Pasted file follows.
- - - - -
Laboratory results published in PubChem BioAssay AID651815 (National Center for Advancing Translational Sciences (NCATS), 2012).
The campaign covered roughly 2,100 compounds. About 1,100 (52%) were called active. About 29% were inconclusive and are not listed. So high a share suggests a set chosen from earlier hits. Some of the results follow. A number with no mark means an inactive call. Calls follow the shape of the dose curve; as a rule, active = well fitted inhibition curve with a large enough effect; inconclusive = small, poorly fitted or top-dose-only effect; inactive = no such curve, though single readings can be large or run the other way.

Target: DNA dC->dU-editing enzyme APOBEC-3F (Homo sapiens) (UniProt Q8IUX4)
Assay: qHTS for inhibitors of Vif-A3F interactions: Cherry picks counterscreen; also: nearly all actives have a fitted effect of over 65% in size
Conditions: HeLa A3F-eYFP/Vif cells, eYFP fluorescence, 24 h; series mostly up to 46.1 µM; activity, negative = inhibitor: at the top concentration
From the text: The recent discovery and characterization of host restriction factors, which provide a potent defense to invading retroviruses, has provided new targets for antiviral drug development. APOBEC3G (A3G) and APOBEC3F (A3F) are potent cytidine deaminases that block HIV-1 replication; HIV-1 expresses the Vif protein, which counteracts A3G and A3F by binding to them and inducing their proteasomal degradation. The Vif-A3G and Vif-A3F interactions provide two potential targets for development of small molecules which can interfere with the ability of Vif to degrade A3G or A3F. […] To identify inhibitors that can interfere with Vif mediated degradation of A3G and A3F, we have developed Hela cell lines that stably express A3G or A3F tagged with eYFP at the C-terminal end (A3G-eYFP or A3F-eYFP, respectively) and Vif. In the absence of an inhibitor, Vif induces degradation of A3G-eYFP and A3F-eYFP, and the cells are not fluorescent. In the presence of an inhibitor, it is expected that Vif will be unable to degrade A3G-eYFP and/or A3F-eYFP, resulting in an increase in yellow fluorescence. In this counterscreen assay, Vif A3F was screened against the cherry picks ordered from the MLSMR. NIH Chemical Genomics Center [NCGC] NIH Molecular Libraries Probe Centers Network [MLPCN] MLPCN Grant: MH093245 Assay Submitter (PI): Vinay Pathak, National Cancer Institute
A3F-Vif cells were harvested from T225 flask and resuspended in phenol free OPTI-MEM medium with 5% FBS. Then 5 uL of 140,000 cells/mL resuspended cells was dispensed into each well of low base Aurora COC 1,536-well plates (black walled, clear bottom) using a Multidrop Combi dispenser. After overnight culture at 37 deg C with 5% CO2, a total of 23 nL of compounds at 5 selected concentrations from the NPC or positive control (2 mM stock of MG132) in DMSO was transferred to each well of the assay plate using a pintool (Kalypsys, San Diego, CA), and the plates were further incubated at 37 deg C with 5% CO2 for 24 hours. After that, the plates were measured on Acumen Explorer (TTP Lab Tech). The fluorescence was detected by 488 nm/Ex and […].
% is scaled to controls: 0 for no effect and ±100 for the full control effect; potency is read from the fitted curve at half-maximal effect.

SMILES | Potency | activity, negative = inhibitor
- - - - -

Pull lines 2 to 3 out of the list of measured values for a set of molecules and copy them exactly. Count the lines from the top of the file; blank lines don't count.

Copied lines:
The campaign covered roughly 2,100 compounds. About 1,100 (52%) were called active. About 29% were inconclusive and are not listed. So high a share suggests a set chosen from earlier hits. Some of the results follow. A number with no mark means an inactive call. Calls follow the shape of the dose curve; as a rule, active = well fitted inhibition curve with a large enough effect; inconclusive = small, poorly fitted or top-dose-only effect; inactive = no such curve, though single readings can be large or run the other way.

Target: DNA dC->dU-editing enzyme APOBEC-3F (Homo sapiens) (UniProt Q8IUX4)